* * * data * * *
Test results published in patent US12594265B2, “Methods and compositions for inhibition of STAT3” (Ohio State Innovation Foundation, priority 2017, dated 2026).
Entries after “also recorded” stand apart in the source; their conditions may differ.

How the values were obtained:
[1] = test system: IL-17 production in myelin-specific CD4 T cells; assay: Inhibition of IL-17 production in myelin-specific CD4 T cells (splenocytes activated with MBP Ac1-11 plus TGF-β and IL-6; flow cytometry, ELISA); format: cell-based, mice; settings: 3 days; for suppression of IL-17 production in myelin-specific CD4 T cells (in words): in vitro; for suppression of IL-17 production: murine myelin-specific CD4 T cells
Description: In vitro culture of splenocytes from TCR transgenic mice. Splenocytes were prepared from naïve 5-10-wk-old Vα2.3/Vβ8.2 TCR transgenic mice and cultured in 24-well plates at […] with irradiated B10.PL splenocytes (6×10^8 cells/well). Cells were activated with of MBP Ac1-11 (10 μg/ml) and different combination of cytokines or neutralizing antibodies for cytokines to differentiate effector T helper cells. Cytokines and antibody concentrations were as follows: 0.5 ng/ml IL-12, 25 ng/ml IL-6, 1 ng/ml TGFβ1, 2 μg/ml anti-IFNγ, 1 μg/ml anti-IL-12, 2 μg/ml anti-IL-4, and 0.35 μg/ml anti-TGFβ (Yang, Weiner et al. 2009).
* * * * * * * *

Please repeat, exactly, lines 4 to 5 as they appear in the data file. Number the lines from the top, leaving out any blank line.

[1] = test system: IL-17 production in myelin-specific CD4 T cells; assay: Inhibition of IL-17 production in myelin-specific CD4 T cells (splenocytes activated with MBP Ac1-11 plus TGF-β and IL-6; flow cytometry, ELISA); format: cell-based, mice; settings: 3 days; for suppression of IL-17 production in myelin-specific CD4 T cells (in words): in vitro; for suppression of IL-17 production: murine myelin-specific CD4 T cells
Description: In vitro culture of splenocytes from TCR transgenic mice. Splenocytes were prepared from naïve 5-10-wk-old Vα2.3/Vβ8.2 TCR transgenic mice and cultured in 24-well plates at […] with irradiated B10.PL splenocytes (6×10^8 cells/well). Cells were activated with of MBP Ac1-11 (10 μg/ml) and different combination of cytokines or neutralizing antibodies for cytokines to differentiate effector T helper cells. Cytokines and antibody concentrations were as follows: 0.5 ng/ml IL-12, 25 ng/ml IL-6, 1 ng/ml TGFβ1, 2 μg/ml anti-IFNγ, 1 μg/ml anti-IL-12, 2 μg/ml anti-IL-4, and 0.35 μg/ml anti-TGFβ (Yang, Weiner et al. 2009).